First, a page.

To Sandblast or Not to Sandblast Your Brick?
By Tricia Amato (Lewis)
Red brick has never been more popular — I mean, who doesn’t like the look of exposed brick?
Many brick homes in Willo have been sandblasted to reveal the “original” brick surface — their owners wondering why anyone would ever paint over such lovely brick! Well, here is something to consider. Many homes, especially those built in the mid 20th Century, were meant to be painted. I know, it’s shocking — brick is so real, so rustic, and so…warm!
Prior to the late 1800s, paint was expensive, relatively unstable, and available in limited naturally derived colors, so most brick homes were unpainted. Early Puritan colonists in the States thought painted homes were a sign of immodesty, which created a cultural aversion to the practice. But companies like Sherwin Williams worked to improve the technology so that, by the mid-1900s, high-quality paint became affordable for the average homeowner. The palette of available colors expanded, and custom colors also became available, sparking a trend toward more color and less brick.
If you ultimately decide that the paint on your brick home has to go, sandblasting should not be your first choice. It removes the hard outer surface of the brick, which is especially important with old bricks that were not baked in a controlled environment like modern bricks. Often the interior remained soft with only a hard exterior “crust” — much like a loaf of bread. When that crust is removed, it not only causes a breakdown of the individual bricks, it destroys the beautiful finished look of the brickwork. Sandblasted bricks are no longer smooth but become very rough, uneven, and susceptible to moisture intrusion. In the worst case, this can cause significant structural cracking, and in the least case can cause spalling of the brick. Spalling occurs when moisture gets into the brick and causes it to disintegrate, compromising its integrity and leaving your home looking ragged. In addition, aggressive sandblasting causes bricks to be level with the mortar joints, so the visual texture that was created by the contrast between the brick and the decorative mortar joints is lost. If you have weeping mortar joints or wire-cut brick, these defining features will be lost as well.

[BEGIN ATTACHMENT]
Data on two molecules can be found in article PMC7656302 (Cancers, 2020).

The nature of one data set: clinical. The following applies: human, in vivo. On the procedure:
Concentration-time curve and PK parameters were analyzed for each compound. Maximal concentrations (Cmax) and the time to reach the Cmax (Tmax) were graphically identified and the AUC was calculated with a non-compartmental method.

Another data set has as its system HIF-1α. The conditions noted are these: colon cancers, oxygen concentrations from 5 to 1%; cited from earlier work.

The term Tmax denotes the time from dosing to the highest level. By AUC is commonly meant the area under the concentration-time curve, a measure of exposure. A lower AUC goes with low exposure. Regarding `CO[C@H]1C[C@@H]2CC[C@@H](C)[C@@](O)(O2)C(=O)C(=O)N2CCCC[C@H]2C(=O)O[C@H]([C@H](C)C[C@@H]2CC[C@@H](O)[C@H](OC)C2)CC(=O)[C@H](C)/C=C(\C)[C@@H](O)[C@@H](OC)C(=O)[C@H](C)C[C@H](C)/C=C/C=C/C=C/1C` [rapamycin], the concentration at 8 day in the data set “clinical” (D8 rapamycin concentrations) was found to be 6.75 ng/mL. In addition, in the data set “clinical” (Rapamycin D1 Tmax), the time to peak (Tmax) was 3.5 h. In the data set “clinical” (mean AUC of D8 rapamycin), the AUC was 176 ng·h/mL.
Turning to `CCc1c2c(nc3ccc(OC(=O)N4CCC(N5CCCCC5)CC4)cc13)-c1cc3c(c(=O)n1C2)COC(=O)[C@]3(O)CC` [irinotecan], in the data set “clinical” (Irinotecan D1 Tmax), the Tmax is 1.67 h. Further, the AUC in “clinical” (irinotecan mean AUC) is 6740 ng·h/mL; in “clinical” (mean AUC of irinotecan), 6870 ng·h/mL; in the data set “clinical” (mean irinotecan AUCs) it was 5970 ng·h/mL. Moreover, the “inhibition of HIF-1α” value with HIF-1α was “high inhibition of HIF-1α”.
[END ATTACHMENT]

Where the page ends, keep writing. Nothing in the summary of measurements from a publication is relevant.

Consider an alternative to sandblasting, such as a chemical stripper. There are many strippers on the market that are safe and effective, although they are more labor-intensive; There are even soy- and citrus-based strippers that are low in VOCs and less harmful to you and the environment. Chemical strippers will not damage the face of the brick or the decorative mortar, leaving your home looking beautiful and giving you fewer issues in the future. And while chemical strippers require more work upfront, you will be happier in the long run because you won’t be repairing cracks, broken bricks, and lost mortar for years to come.
As with all trends, the look of brick goes in and out of style. Right now, it’s in and in a big way. But when you own a historic home, your first consideration should be to honor the intended look of your home. If it was originally a painted brick or block home, to honor its integrity, why not keep it that way. If you don’t know if your house was originally painted, talk to Historic Preservation, they will help you find out.
Tricia is a City of Phoenix Historic Preservation Commissioner. Visit phoenix.gov/pdd/historic-preservation for information regarding guidelines and approvals. If you have a topic or question you would like Tricia to write about, email her at email@example.com.
#1 – Wire-cut brick. Wire cut brick adds texture and elegance to homes.
#2 – Weeping mortar. Weeping mortar is a decorative feature worth saving.
#3 – Spalling brick. Weakened brick is susceptible to spalling, causing bricks to deteriorate.
#4 – Sandblasted Brick. Sandblasting leaves a rough surface.